Mr. Mohit Kumar received his Master of Science in Molecular Biophysics and Biochemistry in August 2011 from Illinois Institute of Technology in Chicago, IL. After four years of research experience in academia, focused on cardiac physiology at Loyola University Chicago, Mohit joined the PhD program at University of Cincinnati in 2016 under the mentorship of Dr. Sadayappan in the Molecular, Cellular, and Biochemical Pharmacology program. His PhD studies were focused on determining the role of cMyBP-C phosphorylation in calcium handling, and cMyBP-C structure and function in the heart. He was funded by the American Heart Association predoctoral training fellowship to support his PhD thesis studies (17PRE33630192). His PhD thesis committee members included Drs. Litsa Kranias, John R. Lorenz, Douglas Millay and Terry L. Kirley. He has expertise in biophysical techniques measuring contractility at the sarcomere, muscle, and cardiac level. Currently, he is a postdoctoral fellow in the Sadayappan lab and is continuing his training in using various mouse models to define the link between impairment in sarcomere contractility and the role of abnormal calcium cycling in the sarcomere.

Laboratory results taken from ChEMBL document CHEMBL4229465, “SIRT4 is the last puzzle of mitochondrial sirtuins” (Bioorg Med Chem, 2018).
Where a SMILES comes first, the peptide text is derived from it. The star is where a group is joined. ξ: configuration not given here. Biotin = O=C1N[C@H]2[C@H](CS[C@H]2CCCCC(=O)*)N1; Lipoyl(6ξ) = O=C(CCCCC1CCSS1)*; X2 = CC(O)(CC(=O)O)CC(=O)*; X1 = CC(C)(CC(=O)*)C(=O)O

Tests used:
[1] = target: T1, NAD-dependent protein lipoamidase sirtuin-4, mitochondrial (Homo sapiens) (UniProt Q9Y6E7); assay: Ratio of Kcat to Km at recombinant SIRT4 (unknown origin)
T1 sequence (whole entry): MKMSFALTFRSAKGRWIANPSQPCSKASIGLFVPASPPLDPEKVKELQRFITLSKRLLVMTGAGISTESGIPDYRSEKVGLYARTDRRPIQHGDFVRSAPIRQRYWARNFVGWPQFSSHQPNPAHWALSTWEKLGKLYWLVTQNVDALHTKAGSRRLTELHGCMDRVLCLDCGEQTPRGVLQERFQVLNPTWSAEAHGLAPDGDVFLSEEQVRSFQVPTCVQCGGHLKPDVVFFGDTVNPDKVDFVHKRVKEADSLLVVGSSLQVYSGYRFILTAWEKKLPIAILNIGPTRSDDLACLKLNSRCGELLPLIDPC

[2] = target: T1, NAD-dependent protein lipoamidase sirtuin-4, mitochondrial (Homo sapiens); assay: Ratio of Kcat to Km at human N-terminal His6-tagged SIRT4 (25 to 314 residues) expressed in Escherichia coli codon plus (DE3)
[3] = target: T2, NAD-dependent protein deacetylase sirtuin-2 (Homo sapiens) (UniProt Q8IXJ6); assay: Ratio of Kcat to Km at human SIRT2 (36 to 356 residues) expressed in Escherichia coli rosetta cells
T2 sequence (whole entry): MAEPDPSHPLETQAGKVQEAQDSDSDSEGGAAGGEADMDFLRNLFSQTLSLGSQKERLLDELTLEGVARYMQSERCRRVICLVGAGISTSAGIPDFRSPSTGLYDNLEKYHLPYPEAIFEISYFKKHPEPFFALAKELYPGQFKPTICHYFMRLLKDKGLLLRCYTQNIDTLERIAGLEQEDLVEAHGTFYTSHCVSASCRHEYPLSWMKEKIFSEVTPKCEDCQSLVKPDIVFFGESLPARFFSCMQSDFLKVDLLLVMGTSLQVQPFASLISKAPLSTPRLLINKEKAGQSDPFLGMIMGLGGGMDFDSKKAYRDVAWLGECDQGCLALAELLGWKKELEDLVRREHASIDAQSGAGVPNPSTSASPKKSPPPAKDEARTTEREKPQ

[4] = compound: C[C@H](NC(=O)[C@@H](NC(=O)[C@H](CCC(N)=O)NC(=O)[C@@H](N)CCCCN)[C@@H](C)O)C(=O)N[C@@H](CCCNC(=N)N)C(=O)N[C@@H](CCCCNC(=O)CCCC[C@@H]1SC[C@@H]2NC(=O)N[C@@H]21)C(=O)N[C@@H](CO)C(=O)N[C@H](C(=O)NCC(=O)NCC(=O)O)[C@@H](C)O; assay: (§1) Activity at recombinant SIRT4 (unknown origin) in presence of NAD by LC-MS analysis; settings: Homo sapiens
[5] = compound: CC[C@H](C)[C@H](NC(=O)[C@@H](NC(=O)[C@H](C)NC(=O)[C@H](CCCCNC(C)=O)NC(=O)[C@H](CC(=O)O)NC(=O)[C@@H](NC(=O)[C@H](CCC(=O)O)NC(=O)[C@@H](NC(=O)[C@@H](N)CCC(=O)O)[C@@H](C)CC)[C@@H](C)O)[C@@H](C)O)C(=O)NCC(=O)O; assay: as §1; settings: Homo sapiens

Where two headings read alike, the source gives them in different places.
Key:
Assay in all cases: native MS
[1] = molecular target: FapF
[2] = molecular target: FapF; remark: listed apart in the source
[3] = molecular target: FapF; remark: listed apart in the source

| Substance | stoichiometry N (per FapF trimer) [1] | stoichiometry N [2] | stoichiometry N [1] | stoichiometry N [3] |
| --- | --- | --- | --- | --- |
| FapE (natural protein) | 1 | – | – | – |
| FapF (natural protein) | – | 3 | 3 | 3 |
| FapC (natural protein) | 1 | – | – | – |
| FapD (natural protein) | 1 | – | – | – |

Thomas L. Lynch, IV, PhD

Graduate student (December 2012 – September 2016)

Dr. Lynch received his Bachelor of Science in Biology in May 2011 from Lewis University in Romeoville, Illinois where he conducted undergraduate research in microbiology. He then joined the Molecular Pharmacology and Therapeutics graduate program at Loyola University Chicago in August of 2011 and was under the mentorship of Dr. Sadayappan beginning in December 2012. His work in the lab focused on determining whether circulating cardiac myosin binding protein-C is immunogenic following myocardial infarction producing auto-antibodies that cause cardiac inflammation and heart failure. He has published several first authored papers (Proteomics Clin Appl. 2014, Oxid Med Cell Longev. 2015, J Mol Cell Cardiol. 2017, JACC Basic Transl Sci, 2017). His PhD thesis committee members included Drs. Pieter de Tombe, R. John Solaro, Adriano Marchese and Xun Ai. In support of his work, Dr. Lynch was awarded a pre-doctoral fellowship grant from the American Heart Association (15PRE22430028). After a brief postdoctoral training at University of Wisconsin in Madison, WI, and Loyola University Chicago, Maywood, IL, he has been working as a Senior Scientist I, Drug Metabolism, DMPK-BA, Abbvie, North Chicago, IL.